A kidney transplant is the treatment that often provides the best quality of life.


What is a kidney transplant?

When you have a kidney transplant, a healthy kidney is placed inside your body in order to replace the functions that your own kidneys can no longer perform.

Unlike other treatments that manage symptoms or slow disease progress, transplantation offers the possibility of restoring kidney function to near-normal levels, offering eligible patients the opportunity to reclaim their lives from the constraints that come with living with CKD.

With kidney transplantation, there are fewer limits on what you can eat and drink, but you should still follow a healthy lifestyle. As a result, your health and energy should improve. In fact, a successful kidney transplant may allow you to live the kind of life you were living prior to developing kidney disease.

Transplantation is the best available treatment for advanced chronic kidney disease, despite the fact it is not a cure. To take good care of your new kidney, you will need to make some adjustments in your lifestyle and take lifelong medication. By doing this, a kidney transplant will provide longer survival and a better quality of life.

Types of kidney transplant

Kidneys for transplant can come from living donors, who may be related to you or come from non-related persons. In some countries, they may also come from unknown donors who are still alive and want to make a generous donation. However, most of the kidneys for transplant come from people who have died. There is a shortage of organs for transplantation and, usually, transplant is not immediate. In general terms, a transplant from a living donor is associated with the best results.

Your medical team will give you all the necessary information about regulations and waiting lists in your country.

How do I get on the transplant list?

Your care team will discuss what having a transplant involves, making sure it is the right choice for you. Not everyone will be suitable for a transplant. You need to be reasonably healthy to have the operation and for your body to cope with medications to prevent rejection of the new kidney. You will need to have a number of tests, known as a check-up, to assess your health condition and to help match you with the best donor. If your test results show that you are not currently healthy enough for a transplant, your doctor will discuss this with you to see if there is anything you can do to improve your health or whether another form of treatment is more suitable.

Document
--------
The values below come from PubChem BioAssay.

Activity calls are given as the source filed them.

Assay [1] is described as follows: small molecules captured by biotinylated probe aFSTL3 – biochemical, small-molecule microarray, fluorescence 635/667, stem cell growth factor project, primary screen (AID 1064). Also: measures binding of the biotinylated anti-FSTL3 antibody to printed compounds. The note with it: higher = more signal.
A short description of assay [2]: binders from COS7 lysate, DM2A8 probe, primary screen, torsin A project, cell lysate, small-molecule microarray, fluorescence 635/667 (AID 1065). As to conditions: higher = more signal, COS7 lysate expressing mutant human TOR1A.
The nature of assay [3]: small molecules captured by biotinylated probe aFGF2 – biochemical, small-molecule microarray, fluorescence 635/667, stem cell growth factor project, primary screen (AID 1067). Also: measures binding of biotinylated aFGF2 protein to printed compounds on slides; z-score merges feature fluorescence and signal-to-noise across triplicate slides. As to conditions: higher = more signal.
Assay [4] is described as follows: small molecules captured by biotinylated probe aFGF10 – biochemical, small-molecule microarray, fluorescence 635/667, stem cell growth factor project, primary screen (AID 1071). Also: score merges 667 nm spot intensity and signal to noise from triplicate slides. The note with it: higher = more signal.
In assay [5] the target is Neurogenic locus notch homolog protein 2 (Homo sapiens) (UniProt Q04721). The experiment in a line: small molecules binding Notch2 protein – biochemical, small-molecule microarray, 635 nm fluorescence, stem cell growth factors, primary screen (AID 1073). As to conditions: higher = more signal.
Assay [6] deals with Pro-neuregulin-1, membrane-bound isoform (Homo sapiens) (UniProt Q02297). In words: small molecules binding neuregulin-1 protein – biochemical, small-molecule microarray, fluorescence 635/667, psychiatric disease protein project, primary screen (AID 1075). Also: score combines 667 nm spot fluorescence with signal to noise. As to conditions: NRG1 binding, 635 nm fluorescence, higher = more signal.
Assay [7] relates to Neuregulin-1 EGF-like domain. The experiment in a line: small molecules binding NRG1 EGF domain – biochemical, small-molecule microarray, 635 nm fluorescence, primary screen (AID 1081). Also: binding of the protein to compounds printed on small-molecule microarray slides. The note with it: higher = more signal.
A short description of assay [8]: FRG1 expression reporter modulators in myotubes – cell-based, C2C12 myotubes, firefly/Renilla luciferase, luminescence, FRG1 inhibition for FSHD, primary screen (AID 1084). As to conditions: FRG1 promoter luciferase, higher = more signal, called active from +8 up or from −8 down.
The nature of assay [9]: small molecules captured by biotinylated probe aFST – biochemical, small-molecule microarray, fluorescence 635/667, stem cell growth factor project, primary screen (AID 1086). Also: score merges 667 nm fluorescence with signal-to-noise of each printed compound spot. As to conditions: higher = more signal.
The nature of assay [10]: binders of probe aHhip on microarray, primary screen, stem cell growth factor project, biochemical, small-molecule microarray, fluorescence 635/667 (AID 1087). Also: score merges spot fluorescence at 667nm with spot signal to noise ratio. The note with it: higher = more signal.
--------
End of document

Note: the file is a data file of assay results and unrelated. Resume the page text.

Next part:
For transplantation to be a feasible option, for as many as possible, there is an urgent need to increase organ donation rates worldwide; this can happen through public awareness, implementing policy reforms, and fostering supportive environments to facilitate organ donation and transplantation processes.


Transplantation risks

If you are suitable for transplantation, your medical team and other specialists will help you understand what kidney transplantation is all about.

As for all medical procedures, there are some risks connected with kidney transplantation. Medication prescribed to tolerate the new kidney may interfere with your immune system and increase the risk of some infections, when compared to the healthy population. Nonethelss, you will be closely followed by an experienced team, that will ensure that the clinical surveillance you receive is the one indicated for your condition. Good medical follow-up and adequate compliance to all the indications improves significantly kidney transplant outcomes!  

What does the transplantation operation involve?

Kidney transplant requires a surgical procedure and needs to be performed in a specialised hospital. Usually, this means that you may have to stay in the hospital for an average of 4-7 days, but this number differs significantly between patients.

Usually, your own kidneys aren’t taken out when you get a transplant. The surgeon leaves them where they are unless there is a  specific reason to remove them. The donated kidney is placed into your lower abdomen (belly), where it is easier to connect it to your important blood vessels and bladder.

After discharge, you will have regular visits to your medical team for monitoring and tests, more frequently just after transplantation.

Learn from others

Kidney transplantation will bring important changes to your life. You may find it beneficial to discuss your doubts with someone who has undergone kidney transplantation.



Kidney transplant

Dr Domingos Machado

Deeply driven by our culture of True care, Dr Domingos Machado, Nephrologist and Diaverum's Transplantation Ambassador, made a life-changing decision a few years ago – he put himself forward as a kidney donor to an anonymous renal patient, at age 70.

Read more


Thinking of travelling while on a transplant list?

Our d.HOLIDAY Fly Back Programme funds safe and fast returns home for patients who receive their transplant call whilst travelling within Europe.

Visit the d.HOLIDAY website to discover more!

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